Tuesday, December 22, 2009

Review: Slayer, "World Painted Blood"

I remember reading an interview with Kerry King a while back where he was asked what he thought about producer Rick Rubin choosing to work with Metallica on “Death Magnetic” rather than working with Slayer again. King’s reply was something to the effect that Rubin enjoyed working with bands who were trying to reinvent themselves, and Slayer had no desire to reinvent themselves.

On the one hand, that’s admirable. On the other, maybe it’s time for Slayer to at least consider a few tweaks.

“World Painted Blood” is not a bad Slayer album. In fact, it might be some of their best work since “Divine Intervention.” Unfortunately, it’s gotten to the point where you’re kind of thinking “Slayer’s released their album again.” I quite enjoyed it for the first week it was in my CD player. After the second week, I’d had enough, and a few months from now when I want to hear some Slayer, I’ll be much more likely to grab “Reign in Blood,” “South of Heaven” or “Seasons in the Abyss” than this one.

There are certainly some songs here that most fans will agree on. The title track, “Psychopathy Red,” “Unit 731” are all a bit reminiscent of the band’s earlier work with catchy melodies and enough aggression to satisfy, but at the same time, they just can’t recapture the raw energy of the early records that they recall. A song like “Public Display of Dismemberment” tries to attain the speed and chaos of some of the band’s earliest work, but it comes off here as more of a faux chaos. There’s just not enough viciousness here, and it sounds a bit too premeditated. Perhaps its because they’re older, perhaps it’s because I’m older or perhaps it’s a combination, but these songs just don’t light that fire in me.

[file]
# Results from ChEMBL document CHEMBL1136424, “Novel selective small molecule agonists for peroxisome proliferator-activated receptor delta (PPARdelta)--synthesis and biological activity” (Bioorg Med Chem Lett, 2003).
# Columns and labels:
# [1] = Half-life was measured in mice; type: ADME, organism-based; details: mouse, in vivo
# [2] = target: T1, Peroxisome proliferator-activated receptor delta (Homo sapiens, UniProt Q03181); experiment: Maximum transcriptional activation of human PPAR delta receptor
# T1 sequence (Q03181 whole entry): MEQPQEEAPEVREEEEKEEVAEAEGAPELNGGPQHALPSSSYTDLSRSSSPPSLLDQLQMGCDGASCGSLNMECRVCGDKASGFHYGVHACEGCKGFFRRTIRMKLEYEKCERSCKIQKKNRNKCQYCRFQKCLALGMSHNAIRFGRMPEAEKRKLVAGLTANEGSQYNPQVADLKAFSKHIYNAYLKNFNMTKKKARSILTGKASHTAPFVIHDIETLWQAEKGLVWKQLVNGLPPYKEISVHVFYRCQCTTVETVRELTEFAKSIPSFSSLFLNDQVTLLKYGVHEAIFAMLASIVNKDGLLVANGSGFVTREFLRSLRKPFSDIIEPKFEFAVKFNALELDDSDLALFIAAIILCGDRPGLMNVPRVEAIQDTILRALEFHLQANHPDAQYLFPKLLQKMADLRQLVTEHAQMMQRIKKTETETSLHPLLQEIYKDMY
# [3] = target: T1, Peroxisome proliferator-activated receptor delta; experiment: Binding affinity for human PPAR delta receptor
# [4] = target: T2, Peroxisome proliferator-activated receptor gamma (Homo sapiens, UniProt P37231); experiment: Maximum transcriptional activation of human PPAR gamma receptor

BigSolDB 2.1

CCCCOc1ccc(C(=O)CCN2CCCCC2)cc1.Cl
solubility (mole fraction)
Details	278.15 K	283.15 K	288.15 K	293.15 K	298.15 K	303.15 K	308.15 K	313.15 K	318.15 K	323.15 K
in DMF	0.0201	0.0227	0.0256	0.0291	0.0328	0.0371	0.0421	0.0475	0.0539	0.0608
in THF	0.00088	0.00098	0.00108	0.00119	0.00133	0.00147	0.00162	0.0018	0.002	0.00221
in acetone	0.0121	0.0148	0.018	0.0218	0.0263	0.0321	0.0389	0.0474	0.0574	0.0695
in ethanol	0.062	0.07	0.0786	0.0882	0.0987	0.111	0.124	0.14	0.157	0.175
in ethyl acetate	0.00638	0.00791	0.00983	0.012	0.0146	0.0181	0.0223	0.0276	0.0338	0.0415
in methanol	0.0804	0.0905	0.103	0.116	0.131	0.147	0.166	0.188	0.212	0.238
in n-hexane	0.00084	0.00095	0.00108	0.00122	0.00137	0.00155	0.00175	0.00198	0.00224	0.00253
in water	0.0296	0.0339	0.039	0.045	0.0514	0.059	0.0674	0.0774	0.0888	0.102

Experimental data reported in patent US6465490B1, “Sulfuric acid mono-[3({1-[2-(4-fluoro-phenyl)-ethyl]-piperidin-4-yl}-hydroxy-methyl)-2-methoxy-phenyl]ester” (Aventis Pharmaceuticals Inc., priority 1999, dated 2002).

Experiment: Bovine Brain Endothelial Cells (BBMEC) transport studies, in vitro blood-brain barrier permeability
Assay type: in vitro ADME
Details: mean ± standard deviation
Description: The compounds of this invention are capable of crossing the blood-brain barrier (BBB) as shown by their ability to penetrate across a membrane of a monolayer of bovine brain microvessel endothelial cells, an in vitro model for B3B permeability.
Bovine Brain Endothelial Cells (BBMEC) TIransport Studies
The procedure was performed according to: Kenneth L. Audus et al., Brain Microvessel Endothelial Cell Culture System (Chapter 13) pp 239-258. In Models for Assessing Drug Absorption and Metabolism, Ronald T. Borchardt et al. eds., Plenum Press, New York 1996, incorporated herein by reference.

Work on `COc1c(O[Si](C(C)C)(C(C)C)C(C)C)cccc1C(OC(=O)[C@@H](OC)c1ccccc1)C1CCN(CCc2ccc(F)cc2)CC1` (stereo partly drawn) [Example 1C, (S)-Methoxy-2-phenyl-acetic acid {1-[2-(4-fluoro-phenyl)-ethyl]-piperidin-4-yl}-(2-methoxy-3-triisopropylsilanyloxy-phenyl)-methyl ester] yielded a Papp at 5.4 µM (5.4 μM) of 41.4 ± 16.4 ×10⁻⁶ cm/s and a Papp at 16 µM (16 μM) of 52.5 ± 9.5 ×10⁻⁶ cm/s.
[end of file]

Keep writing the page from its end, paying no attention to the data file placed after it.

By contrast, the more interesting tunes here are the ones that many fans will probably dislike. On “The Human Strain” Tom Araya abandons his usual monotone vocal melody for an almost rap-like cadence that brings something different to the record. “Americon,” while certainly the most commercial piece here, is bouncy and quite catchy, though sure to send a certain segment of fans into a rage. The song, though, that’s most likely to polarize fans is the droning “Playing With Dolls.” It’s perhaps the softest song in the Slayer catalog, but interesting simply because it’s something they haven’t done before. Don’t get me wrong. I’m not saying these songs are great, but at least they bring something new to the mix.

I do admire King and Co.’s unbending desire to stay true to the Slayer brand and their unwillingness to compromise. It’s a trait that I’ve wished more bands in the past had. That said, though, I think it may be time to shake things up just a little. I think there are ways to put a little more variety in the music without going commercial. Otherwise, they risk becoming something of a nostalgia act with new records becoming just an excuse to tour their old stuff again rather than living, breathing blasts of new energy in the set.

Get "World Painted Blood."

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